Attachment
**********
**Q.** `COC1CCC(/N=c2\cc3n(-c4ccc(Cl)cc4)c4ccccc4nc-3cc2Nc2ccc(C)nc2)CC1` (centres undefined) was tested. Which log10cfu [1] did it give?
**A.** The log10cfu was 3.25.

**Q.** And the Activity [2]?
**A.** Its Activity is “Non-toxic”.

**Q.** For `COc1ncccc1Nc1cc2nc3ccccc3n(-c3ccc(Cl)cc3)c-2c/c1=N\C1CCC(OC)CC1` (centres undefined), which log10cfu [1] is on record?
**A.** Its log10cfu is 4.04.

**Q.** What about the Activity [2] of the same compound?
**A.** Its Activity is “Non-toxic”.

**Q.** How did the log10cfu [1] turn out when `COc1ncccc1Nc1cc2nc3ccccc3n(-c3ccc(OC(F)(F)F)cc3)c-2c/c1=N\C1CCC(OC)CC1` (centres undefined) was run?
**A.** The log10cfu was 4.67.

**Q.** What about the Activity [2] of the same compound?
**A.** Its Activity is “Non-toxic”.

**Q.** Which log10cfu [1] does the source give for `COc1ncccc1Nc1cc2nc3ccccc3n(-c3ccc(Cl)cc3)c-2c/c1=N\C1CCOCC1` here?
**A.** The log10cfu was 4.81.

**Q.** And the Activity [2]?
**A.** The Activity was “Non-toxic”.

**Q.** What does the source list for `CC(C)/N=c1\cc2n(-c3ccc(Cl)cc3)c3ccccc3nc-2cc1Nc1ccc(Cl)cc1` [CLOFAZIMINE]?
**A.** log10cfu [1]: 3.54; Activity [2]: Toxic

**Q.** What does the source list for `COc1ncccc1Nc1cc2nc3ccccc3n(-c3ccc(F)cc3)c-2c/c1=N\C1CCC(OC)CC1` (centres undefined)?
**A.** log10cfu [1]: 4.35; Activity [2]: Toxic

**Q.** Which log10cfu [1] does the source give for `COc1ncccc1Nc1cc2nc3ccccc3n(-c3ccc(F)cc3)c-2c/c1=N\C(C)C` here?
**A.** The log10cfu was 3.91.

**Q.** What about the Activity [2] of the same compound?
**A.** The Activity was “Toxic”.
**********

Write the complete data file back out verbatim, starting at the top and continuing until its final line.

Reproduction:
**Q.** `COC1CCC(/N=c2\cc3n(-c4ccc(Cl)cc4)c4ccccc4nc-3cc2Nc2ccc(C)nc2)CC1` (centres undefined) was tested. Which log10cfu [1] did it give?
**A.** The log10cfu was 3.25.

**Q.** And the Activity [2]?
**A.** Its Activity is “Non-toxic”.

**Q.** For `COc1ncccc1Nc1cc2nc3ccccc3n(-c3ccc(Cl)cc3)c-2c/c1=N\C1CCC(OC)CC1` (centres undefined), which log10cfu [1] is on record?
**A.** Its log10cfu is 4.04.

**Q.** What about the Activity [2] of the same compound?
**A.** Its Activity is “Non-toxic”.

**Q.** How did the log10cfu [1] turn out when `COc1ncccc1Nc1cc2nc3ccccc3n(-c3ccc(OC(F)(F)F)cc3)c-2c/c1=N\C1CCC(OC)CC1` (centres undefined) was run?
**A.** The log10cfu was 4.67.

**Q.** What about the Activity [2] of the same compound?
**A.** Its Activity is “Non-toxic”.

**Q.** Which log10cfu [1] does the source give for `COc1ncccc1Nc1cc2nc3ccccc3n(-c3ccc(Cl)cc3)c-2c/c1=N\C1CCOCC1` here?
**A.** The log10cfu was 4.81.

**Q.** And the Activity [2]?
**A.** The Activity was “Non-toxic”.

**Q.** What does the source list for `CC(C)/N=c1\cc2n(-c3ccc(Cl)cc3)c3ccccc3nc-2cc1Nc1ccc(Cl)cc1` [CLOFAZIMINE]?
**A.** log10cfu [1]: 3.54; Activity [2]: Toxic

**Q.** What does the source list for `COc1ncccc1Nc1cc2nc3ccccc3n(-c3ccc(F)cc3)c-2c/c1=N\C1CCC(OC)CC1` (centres undefined)?
**A.** log10cfu [1]: 4.35; Activity [2]: Toxic

**Q.** Which log10cfu [1] does the source give for `COc1ncccc1Nc1cc2nc3ccccc3n(-c3ccc(F)cc3)c-2c/c1=N\C(C)C` here?
**A.** The log10cfu was 3.91.

**Q.** What about the Activity [2] of the same compound?
**A.** The Activity was “Toxic”.